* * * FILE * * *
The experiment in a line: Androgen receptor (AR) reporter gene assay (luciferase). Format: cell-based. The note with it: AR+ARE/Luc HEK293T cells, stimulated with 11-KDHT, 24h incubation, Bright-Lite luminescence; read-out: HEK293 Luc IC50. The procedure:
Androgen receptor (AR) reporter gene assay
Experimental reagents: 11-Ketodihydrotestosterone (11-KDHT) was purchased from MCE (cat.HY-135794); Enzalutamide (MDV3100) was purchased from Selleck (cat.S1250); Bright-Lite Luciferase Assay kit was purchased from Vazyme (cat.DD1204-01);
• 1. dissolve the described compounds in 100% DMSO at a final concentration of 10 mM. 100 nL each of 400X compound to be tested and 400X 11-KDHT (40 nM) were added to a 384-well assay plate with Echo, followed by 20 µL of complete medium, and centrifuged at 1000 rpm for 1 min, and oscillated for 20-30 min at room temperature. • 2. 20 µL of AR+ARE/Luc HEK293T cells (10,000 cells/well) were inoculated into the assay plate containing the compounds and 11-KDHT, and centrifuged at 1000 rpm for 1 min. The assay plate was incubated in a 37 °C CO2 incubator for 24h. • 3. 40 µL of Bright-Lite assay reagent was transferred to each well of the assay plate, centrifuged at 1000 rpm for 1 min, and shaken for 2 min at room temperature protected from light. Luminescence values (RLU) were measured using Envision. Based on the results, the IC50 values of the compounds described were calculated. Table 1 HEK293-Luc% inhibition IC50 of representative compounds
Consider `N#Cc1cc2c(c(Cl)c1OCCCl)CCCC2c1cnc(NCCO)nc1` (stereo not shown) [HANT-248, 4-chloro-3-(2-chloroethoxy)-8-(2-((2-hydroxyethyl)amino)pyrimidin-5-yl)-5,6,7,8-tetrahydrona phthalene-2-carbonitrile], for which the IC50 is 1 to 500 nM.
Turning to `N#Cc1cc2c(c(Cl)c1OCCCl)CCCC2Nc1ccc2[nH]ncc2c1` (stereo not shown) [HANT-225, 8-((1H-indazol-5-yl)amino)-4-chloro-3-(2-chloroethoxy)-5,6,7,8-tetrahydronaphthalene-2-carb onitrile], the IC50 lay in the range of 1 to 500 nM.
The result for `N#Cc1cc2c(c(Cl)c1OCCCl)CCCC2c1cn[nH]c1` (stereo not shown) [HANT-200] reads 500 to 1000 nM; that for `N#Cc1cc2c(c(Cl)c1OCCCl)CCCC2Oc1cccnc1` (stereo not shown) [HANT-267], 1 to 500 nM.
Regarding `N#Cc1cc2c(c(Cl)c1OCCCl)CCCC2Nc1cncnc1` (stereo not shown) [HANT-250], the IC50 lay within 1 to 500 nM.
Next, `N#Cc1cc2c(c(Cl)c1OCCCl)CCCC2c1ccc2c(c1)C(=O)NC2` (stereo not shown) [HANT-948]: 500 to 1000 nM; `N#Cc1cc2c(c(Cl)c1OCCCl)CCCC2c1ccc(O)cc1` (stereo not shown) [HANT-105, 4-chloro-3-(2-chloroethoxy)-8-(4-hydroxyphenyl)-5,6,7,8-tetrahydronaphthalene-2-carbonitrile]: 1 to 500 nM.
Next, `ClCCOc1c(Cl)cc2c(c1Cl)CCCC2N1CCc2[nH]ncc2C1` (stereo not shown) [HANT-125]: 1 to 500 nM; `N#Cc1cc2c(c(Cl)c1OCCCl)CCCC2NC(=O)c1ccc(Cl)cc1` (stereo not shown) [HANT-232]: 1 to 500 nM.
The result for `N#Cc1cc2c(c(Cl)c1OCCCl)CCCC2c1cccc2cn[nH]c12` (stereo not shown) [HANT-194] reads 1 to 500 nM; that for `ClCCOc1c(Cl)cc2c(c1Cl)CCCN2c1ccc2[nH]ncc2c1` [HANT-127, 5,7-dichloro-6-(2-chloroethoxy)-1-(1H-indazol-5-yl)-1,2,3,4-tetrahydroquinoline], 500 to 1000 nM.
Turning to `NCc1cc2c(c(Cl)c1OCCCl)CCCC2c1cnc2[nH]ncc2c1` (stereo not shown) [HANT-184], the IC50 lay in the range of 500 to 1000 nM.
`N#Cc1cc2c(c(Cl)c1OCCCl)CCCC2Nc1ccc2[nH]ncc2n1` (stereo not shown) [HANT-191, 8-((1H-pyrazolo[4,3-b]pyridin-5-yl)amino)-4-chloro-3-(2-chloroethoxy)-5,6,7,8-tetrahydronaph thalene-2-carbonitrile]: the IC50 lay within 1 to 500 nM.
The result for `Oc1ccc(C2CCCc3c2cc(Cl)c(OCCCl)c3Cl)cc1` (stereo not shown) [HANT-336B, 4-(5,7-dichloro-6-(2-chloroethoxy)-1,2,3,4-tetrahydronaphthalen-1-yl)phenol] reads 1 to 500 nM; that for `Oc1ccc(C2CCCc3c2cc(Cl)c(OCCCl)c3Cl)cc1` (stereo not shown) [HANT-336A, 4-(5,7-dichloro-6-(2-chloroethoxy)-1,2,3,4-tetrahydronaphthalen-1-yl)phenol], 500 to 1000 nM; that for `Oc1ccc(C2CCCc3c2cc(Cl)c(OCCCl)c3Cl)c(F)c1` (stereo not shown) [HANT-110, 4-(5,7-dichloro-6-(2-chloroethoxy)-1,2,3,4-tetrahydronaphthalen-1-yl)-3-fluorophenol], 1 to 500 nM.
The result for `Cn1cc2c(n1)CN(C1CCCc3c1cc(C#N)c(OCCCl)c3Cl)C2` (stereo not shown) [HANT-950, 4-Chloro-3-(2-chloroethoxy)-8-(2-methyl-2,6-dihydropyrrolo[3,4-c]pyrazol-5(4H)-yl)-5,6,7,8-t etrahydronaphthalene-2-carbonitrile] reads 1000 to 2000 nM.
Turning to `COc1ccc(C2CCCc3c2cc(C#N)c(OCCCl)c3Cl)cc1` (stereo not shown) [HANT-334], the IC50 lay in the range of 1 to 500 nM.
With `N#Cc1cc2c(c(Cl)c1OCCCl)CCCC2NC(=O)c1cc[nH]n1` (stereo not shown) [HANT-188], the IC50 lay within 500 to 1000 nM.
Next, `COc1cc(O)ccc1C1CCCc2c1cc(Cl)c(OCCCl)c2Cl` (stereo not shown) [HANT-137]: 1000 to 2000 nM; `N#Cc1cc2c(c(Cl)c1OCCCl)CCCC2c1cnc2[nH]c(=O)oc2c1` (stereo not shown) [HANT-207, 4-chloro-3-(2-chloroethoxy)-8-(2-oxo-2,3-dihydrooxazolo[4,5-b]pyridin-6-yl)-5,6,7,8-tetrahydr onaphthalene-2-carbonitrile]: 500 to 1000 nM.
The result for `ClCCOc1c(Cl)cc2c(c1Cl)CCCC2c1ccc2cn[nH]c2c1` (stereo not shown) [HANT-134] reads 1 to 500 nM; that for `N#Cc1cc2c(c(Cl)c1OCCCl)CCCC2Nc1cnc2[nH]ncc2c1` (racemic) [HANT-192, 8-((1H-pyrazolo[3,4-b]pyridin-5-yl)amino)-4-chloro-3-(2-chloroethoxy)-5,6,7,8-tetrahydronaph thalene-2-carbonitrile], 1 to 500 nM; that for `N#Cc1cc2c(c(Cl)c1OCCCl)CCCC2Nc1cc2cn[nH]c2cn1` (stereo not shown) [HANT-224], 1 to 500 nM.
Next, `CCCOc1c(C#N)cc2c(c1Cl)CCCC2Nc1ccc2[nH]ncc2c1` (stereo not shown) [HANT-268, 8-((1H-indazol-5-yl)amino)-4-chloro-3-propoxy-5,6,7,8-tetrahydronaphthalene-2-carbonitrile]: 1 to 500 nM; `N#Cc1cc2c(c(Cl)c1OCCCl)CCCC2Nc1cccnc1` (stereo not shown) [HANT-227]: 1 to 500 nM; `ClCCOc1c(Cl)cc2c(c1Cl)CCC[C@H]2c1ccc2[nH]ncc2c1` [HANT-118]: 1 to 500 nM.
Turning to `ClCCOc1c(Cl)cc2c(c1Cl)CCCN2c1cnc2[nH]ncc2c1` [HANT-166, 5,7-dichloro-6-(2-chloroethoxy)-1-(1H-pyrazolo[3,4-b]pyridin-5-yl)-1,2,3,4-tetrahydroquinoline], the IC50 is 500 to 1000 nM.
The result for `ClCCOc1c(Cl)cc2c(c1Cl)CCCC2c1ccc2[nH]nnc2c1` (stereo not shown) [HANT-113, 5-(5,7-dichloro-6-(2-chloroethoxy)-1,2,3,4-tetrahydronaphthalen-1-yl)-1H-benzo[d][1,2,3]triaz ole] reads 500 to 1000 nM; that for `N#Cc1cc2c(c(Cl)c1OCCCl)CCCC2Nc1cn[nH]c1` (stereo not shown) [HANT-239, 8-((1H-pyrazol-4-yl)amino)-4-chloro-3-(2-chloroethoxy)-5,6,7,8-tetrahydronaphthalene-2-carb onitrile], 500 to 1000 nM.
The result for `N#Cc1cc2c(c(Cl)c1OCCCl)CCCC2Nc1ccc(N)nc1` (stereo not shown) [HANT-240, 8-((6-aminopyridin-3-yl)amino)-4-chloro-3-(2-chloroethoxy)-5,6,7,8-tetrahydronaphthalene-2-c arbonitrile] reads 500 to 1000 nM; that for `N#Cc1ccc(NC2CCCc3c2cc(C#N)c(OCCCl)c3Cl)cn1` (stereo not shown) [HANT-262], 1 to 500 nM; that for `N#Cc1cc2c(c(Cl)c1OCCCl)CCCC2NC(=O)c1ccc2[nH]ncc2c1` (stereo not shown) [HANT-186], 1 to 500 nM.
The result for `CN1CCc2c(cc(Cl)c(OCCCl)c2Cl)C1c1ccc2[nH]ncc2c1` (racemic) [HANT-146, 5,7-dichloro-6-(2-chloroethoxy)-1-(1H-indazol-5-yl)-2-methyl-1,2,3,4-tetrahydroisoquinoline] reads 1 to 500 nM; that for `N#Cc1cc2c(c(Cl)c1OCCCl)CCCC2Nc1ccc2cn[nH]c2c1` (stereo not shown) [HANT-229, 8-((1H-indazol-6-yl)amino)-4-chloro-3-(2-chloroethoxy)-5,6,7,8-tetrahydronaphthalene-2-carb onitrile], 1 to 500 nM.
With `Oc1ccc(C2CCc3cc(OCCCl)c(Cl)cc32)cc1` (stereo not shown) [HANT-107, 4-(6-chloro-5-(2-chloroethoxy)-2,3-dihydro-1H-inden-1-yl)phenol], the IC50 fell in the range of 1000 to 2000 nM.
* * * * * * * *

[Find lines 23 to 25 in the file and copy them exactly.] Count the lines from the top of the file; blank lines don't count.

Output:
The result for `N#Cc1cc2c(c(Cl)c1OCCCl)CCCC2Nc1ccc(N)nc1` (stereo not shown) [HANT-240, 8-((6-aminopyridin-3-yl)amino)-4-chloro-3-(2-chloroethoxy)-5,6,7,8-tetrahydronaphthalene-2-c arbonitrile] reads 500 to 1000 nM; that for `N#Cc1ccc(NC2CCCc3c2cc(C#N)c(OCCCl)c3Cl)cn1` (stereo not shown) [HANT-262], 1 to 500 nM; that for `N#Cc1cc2c(c(Cl)c1OCCCl)CCCC2NC(=O)c1ccc2[nH]ncc2c1` (stereo not shown) [HANT-186], 1 to 500 nM.
The result for `CN1CCc2c(cc(Cl)c(OCCCl)c2Cl)C1c1ccc2[nH]ncc2c1` (racemic) [HANT-146, 5,7-dichloro-6-(2-chloroethoxy)-1-(1H-indazol-5-yl)-2-methyl-1,2,3,4-tetrahydroisoquinoline] reads 1 to 500 nM; that for `N#Cc1cc2c(c(Cl)c1OCCCl)CCCC2Nc1ccc2cn[nH]c2c1` (stereo not shown) [HANT-229, 8-((1H-indazol-6-yl)amino)-4-chloro-3-(2-chloroethoxy)-5,6,7,8-tetrahydronaphthalene-2-carb onitrile], 1 to 500 nM.
With `Oc1ccc(C2CCc3cc(OCCCl)c(Cl)cc32)cc1` (stereo not shown) [HANT-107, 4-(6-chloro-5-(2-chloroethoxy)-2,3-dihydro-1H-inden-1-yl)phenol], the IC50 fell in the range of 1000 to 2000 nM.